Well, the 10th Carnival of Homeschooling is up and hosted by Anne at a href=”http://palmtreepundit.blogspot.com/2006/03/10th-carnival-of-homeschooling.html”Palm Tree Pundit./a As I scrolled through the line-up, I checked out the posts on “a href=”http://www.homeschoolblogger.com/BarbaraFrank/89388/”Why They Need Algebra/a” and “a href=”http://spunkyjunior.blogspot.com/2006/02/life-without-algebra-i-think-not.html”Life Without Algebra? I Think Not/a.” I thought of my own child who insists that she “does not need math.” When I hear this, I cringe. My father was a mathematician who spent hours (I mean hours) a day teaching me Algebra, Trig and Pre-Calculus. In my first year of college, when I thought I would be an Aerospace Engineer (fat chance of that), my dad still coached me through my first year of advanced Calculus. br /br /This is why I get disheartened when I read journalists like Richard Cohen at the a href=”http://www.washingtonpost.com/wp-dyn/content/blog/2006/02/15/BL2006021501989.html”Washington Post giving advice /alike this to a girl who had failed Algebra six times:br /br /blockquoteHere’s the thing, Gabriela: You will never need to know algebra. I have never once used it and never once even rued that I could not use it. You will never need to know — never mind want to know — how many boys it will take to mow a lawn if one of them quits halfway and two more show up later — or something like that. Most of math can now be done by a computer or a calculator. On the other hand, no computer can write a column or even a thank-you note — or reason even a little bit. If, say, the school asked you for another year of English or, God forbid, history, so that you actually had to know something about your world, I would be on its side. But algebra? Please./blockquotebr /br /It’s amazing that this journalist is so egocentric that he doesn’t see the need for knowing a subject outside of his own field as something important for kids. When reporters at newspapers think that writing is the highest form of reasoning, we have to question where their priorities lie. Knowing something about the world is nice–but knowing how the world works is the ultimate knowledge. br /br /I came to see the beauty, complexity and sheer enjoyment of doing math and have been forever grateful to my dad for instilling in me a sense that math was important. But so many kids hate math and this extends into the teen and adults years. Just go to any check-out counter and ask the clerk to calculate change without a machine of some sort and see the glazed look of puzzlement in his or her eyes. It’s a shame because we need more mathematicians and young people in the hard sciences, not fewer. Anyone got any clever ideas on how to interest kids in math?br /br /Update: Joanne Jacobs has more thoughts a href=”http://www.joannejacobs.com/mtarchives/016015.html”on life without algebra/a.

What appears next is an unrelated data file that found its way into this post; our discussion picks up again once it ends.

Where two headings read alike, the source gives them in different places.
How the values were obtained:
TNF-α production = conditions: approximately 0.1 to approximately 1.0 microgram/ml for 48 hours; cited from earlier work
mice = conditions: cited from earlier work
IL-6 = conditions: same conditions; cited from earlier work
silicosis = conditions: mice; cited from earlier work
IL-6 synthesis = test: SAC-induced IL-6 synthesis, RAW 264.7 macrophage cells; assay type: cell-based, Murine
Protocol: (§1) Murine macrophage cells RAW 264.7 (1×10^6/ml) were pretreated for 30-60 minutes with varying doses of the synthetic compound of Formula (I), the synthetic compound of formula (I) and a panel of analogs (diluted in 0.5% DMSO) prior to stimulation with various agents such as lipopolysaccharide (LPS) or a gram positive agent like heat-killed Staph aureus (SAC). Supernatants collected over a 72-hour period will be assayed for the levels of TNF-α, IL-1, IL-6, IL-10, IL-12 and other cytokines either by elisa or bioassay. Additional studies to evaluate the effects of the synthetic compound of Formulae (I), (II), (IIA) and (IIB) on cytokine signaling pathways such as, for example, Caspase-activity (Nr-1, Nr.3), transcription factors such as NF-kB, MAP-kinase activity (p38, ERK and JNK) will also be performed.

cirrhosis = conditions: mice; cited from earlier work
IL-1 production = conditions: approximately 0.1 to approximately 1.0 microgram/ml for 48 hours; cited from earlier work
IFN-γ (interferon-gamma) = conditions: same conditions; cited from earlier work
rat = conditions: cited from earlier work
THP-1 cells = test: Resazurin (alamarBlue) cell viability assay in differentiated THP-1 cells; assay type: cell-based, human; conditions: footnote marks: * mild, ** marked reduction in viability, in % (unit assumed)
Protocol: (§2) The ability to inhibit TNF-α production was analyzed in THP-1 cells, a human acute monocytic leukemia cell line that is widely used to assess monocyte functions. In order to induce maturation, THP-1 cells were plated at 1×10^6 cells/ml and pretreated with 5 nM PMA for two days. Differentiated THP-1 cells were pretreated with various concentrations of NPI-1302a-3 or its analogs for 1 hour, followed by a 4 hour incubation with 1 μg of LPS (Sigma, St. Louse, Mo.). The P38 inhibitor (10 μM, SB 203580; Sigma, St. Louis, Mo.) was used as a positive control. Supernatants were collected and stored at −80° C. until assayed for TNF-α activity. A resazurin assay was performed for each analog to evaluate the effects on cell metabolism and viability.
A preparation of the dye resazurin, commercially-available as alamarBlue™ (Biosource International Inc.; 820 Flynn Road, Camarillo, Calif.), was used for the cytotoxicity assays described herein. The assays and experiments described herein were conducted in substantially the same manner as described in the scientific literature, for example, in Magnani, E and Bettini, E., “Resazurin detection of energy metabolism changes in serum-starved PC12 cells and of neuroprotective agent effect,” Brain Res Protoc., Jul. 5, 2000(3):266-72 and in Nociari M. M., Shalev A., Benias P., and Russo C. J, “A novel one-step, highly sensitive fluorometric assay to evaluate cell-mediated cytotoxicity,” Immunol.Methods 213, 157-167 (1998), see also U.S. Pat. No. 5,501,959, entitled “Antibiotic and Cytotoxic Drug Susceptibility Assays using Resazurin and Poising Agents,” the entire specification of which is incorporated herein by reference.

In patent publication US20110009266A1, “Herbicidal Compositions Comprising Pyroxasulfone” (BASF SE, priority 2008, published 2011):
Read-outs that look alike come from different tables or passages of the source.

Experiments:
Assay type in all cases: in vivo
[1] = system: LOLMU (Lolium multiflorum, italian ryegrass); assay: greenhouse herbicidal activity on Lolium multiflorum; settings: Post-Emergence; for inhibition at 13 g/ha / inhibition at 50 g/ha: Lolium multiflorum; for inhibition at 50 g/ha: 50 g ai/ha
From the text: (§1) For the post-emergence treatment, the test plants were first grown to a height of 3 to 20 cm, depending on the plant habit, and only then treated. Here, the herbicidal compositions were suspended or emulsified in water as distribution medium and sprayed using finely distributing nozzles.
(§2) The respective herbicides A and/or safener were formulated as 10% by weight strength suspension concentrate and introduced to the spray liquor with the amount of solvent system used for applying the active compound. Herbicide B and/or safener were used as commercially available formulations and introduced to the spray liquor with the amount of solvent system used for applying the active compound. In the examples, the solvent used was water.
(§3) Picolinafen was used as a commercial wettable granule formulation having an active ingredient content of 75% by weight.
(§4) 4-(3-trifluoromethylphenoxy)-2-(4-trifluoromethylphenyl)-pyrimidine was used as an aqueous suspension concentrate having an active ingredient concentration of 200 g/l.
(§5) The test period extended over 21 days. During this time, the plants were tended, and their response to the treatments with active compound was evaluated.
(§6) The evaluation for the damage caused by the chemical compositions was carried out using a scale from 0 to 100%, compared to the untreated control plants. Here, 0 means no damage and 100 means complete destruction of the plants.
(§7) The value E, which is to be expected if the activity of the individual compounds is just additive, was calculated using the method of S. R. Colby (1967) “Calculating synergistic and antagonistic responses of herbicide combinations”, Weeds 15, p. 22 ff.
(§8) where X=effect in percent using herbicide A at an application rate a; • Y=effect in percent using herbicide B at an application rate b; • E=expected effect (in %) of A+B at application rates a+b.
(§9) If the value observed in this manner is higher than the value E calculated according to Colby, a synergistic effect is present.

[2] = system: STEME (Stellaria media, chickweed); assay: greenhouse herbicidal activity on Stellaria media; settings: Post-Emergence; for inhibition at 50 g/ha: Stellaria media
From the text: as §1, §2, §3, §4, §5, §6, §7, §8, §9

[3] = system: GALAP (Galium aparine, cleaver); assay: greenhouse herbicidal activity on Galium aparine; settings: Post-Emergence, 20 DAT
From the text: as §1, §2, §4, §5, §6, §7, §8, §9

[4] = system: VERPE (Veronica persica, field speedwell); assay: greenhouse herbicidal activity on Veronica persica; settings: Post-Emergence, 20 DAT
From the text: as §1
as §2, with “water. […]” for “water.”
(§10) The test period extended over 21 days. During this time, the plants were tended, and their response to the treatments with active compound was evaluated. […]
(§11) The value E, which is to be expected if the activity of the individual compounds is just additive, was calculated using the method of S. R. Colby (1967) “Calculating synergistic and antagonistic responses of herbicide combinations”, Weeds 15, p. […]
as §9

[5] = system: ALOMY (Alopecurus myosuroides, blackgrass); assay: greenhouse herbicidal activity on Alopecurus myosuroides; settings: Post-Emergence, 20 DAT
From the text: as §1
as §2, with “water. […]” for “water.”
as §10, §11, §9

March 7, 2006 - 4:47 am